—Alina Werth
Sustainability in the City | Landscape Ecology
 
city lotEcosystem services, such as the water cycle or flood control, support urban sustainability but are also impacted by the development of city-centers. Improving the sustainable design and management of cities, then, requires understanding how development affects such processes and services. A recent study contrasted two methods for measuring urban sustainability, ecology in cities and ecology of cities, and found that the integrative framework of ecology of cities more thoroughly addresses sustainability and its three components: the environment, economy, and society.
 
For years, ecologists measured differences in land use type and cover as black or white, natural or unnatural. This paradigm, known as ecology in cities, supports a very narrow view of sustainability. It focuses on the persistence and viability of “natural” patches, which addresses only a single pillar of sustainability, the environment, and fails to acknowledge the coexistence of natural and built environments, such as street trees lining a paved city sidewalk.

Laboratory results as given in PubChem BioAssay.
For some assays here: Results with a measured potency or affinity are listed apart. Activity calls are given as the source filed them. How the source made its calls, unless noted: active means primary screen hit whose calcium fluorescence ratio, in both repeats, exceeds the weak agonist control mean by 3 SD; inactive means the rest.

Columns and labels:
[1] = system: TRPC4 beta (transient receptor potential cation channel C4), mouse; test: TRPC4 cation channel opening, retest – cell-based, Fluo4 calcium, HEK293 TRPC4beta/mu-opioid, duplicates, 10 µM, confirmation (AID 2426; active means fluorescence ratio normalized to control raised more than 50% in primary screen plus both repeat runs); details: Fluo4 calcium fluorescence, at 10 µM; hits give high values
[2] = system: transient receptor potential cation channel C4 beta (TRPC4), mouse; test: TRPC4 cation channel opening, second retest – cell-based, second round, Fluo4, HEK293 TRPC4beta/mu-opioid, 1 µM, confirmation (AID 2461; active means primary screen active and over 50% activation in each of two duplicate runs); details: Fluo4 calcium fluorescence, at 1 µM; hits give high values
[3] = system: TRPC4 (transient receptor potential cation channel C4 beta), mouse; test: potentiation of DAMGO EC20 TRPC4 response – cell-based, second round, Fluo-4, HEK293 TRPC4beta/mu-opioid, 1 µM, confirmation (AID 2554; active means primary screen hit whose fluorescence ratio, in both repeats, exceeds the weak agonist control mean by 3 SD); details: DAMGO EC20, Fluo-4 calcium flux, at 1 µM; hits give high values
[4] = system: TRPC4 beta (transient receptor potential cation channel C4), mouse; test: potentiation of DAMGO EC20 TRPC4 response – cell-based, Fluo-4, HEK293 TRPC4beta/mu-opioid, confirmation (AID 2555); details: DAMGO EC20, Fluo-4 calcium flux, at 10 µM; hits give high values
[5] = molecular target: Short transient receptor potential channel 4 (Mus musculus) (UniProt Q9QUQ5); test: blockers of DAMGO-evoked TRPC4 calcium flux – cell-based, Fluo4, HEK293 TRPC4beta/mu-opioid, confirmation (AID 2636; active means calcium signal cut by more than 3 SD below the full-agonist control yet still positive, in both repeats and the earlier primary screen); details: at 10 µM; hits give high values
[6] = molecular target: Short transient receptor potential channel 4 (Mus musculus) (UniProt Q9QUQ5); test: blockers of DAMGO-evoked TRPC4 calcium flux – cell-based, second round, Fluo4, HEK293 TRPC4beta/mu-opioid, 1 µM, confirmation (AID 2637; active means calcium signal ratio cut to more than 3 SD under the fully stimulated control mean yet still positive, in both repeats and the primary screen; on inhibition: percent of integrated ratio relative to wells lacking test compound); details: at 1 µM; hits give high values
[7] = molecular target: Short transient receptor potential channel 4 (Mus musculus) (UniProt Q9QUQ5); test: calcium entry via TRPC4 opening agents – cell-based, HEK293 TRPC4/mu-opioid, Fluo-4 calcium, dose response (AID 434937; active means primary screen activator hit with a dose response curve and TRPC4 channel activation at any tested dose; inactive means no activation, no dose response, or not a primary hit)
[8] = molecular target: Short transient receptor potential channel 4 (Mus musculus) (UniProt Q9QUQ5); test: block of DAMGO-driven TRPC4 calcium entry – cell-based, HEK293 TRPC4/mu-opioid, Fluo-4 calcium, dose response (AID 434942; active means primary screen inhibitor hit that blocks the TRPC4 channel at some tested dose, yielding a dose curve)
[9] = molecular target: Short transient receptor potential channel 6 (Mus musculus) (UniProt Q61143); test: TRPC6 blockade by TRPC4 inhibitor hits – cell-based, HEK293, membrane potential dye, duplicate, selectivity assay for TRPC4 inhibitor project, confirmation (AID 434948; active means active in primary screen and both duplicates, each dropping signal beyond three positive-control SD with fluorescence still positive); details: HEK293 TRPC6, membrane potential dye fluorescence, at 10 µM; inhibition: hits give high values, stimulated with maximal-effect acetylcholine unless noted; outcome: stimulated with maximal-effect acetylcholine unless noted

The ecology of cities paradigm, however, recognizes such gray areas where vegetation, permeable pavement, and impermeable pavement persist together. Ecology of cities allows for a more inclusive view of sustainability that recognizes societal and economic needs as well as environmental. For example, the ecology of cities paradigm recognizes the value of shade from street trees and tree’s interaction with the water cycle. These elements of sustainability go overlooked under the ecology in cities paradigm, which highlights that sustainability measurement has big implications for implementation. 
 —Alina Werth
How Will Climate Change Affect Peak Firefly Activity? | Royal Society Open Science